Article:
Groundwater depletion occurs when the rate of groundwater extraction is higher than the rate of replenishment. It is unequivocal that the demand for fresh water is ever increasing. The study area lies in the semi-arid climatic zone and it's a solely agrarian society. The water scarcity leads to an impact on soil moisture and soil becomes drier during the dry months. The study is based on the changes in the regional water table which exhibit a relatively rapid response to acute scarcity of water. To specify the soil dryness gravimetric method has been used to study the selected soil samples. The groundwater withdrawal without estimating the water requirement at the regional level leads to soil dryness, and water stress situation to the agrarian economy, and it leaves a direct impact on the land. The perception of the farm owner, that ownership of farmland is synonymous with water mining right from their land leads to stress on the water table.
The change in an area’s natural surroundings is called landscape change. This change may be gradual or accelerated depending on the factors that influence the change. Natural elements such as native animals and birds seldom bring about any modification to the environment. However, human-induced change is devastating and severely transforms the environment. Such environmental transformation can be evaluated with the land use/ land cover assessment through satellite imagery and calculation of landscape indices. This paper attempts to ascertain the direction and the nature of the human-induced change in the city of Aizawl. To this end, the city has been divided into four zones to enable inter-zone comparisons. A northeast and southwest direction of human landscape transformation has been ascertained with the help of GIS and remote sensing techniques and landscape indices in Aizawl city.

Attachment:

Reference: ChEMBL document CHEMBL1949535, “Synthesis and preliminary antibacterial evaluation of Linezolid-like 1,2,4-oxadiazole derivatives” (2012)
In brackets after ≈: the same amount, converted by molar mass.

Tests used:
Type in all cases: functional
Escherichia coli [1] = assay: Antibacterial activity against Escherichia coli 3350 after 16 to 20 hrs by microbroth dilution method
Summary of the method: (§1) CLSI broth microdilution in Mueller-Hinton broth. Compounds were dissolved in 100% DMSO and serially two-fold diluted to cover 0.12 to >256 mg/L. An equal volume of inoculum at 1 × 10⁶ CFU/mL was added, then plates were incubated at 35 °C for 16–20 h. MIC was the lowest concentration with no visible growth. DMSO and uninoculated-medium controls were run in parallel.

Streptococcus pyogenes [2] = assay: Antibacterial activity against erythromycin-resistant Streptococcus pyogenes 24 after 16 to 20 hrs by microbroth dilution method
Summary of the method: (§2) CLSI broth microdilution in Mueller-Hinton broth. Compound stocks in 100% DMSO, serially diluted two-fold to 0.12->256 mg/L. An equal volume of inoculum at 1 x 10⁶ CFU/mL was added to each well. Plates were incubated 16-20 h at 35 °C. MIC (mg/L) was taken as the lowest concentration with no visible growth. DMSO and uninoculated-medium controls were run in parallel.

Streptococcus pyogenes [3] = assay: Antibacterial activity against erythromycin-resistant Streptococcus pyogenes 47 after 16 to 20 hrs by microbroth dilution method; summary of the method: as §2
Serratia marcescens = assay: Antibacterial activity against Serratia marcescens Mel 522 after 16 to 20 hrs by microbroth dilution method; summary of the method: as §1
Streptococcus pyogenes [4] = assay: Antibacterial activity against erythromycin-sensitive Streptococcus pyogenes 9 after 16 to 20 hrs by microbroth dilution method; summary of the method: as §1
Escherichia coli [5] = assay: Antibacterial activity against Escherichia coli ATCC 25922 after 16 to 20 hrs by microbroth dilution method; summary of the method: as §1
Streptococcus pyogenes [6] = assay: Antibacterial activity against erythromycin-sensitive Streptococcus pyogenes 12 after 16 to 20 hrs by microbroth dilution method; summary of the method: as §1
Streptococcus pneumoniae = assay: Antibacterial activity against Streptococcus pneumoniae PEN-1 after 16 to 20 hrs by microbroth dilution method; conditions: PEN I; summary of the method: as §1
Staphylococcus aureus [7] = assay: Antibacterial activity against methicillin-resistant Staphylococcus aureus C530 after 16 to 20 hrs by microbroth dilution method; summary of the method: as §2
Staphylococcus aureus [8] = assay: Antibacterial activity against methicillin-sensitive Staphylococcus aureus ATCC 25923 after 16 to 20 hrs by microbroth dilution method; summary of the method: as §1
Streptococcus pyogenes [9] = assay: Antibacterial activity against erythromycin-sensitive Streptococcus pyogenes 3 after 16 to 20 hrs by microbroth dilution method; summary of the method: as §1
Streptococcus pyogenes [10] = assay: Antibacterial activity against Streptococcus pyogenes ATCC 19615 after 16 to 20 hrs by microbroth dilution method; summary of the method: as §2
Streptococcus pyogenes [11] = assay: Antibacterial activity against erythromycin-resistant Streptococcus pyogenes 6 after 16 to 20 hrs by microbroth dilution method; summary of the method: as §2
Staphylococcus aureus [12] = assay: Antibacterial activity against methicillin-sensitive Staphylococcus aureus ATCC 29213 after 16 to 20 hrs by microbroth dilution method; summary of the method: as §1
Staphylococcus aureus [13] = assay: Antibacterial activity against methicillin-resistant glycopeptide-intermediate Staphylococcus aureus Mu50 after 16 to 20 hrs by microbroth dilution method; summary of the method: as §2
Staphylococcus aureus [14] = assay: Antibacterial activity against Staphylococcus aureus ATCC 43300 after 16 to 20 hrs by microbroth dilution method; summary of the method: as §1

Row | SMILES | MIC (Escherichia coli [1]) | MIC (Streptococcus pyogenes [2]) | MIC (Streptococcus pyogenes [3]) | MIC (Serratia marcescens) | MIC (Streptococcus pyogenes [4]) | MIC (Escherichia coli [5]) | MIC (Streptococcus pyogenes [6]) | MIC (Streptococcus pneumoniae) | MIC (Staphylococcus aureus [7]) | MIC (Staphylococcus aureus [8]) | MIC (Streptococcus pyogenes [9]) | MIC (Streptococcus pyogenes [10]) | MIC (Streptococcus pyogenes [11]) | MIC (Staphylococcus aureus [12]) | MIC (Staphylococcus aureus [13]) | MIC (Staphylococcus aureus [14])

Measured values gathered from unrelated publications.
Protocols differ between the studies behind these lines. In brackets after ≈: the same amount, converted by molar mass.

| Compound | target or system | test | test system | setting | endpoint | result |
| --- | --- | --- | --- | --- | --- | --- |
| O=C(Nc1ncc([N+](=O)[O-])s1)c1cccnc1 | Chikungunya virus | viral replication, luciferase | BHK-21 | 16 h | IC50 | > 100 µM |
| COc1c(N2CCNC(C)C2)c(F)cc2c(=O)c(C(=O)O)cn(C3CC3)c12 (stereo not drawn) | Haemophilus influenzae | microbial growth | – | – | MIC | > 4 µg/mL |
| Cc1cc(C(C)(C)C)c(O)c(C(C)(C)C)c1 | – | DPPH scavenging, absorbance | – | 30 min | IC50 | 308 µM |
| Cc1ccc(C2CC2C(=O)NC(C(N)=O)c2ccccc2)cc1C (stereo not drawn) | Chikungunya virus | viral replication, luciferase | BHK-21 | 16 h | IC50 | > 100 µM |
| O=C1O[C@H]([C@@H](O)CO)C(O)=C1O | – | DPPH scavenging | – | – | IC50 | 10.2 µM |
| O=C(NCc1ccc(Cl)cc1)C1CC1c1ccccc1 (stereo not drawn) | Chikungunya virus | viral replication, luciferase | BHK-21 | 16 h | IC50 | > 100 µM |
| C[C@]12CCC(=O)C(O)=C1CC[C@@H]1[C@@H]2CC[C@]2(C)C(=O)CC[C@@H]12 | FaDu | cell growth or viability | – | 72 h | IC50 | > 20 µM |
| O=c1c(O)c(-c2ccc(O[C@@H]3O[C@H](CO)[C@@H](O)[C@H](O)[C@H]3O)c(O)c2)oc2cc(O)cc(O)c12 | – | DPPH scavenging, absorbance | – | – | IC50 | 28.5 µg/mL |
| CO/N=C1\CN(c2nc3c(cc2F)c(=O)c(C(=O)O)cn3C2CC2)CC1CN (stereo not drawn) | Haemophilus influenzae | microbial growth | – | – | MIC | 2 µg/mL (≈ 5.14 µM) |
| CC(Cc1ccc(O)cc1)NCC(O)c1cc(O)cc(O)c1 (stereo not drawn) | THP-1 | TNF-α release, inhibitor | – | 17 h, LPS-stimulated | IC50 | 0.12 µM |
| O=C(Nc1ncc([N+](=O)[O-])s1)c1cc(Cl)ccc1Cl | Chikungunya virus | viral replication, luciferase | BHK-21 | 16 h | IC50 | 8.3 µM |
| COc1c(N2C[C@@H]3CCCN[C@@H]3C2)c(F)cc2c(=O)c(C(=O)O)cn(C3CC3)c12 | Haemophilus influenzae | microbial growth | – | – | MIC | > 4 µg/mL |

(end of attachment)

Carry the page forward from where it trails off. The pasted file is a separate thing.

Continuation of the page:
The protection and the restoration of rivers is one of the most important challenges of our time, due to the impact of human activities. The aim of the research was to assess the land use changes in the Hungarian riparian landscape. Several landscape corridors of different (50-100-300-500 m) widths near rivers were analyzed since 1990, using the CORINE Land Cover database. Positive changes in the land use of riparian landscape can be seen: continuous increase in the case of forest areas; and slight decrease in the extent of agricultural land since 1990. Unfortunately, the extent of grasslands and other near-natural areas is reduced; and there has been a steady increase in built-up areas. Examining the changes in built-up areas in more detail, a big increase is shown by the extent of urban green areas. As a continuation of the research, an evaluation methodology is being developed to determine the restoration potential of urban rivers on study area level and on national level. The results presented in this paper on land use changes and land use conditions can be useful for the research about restoration potential at national level.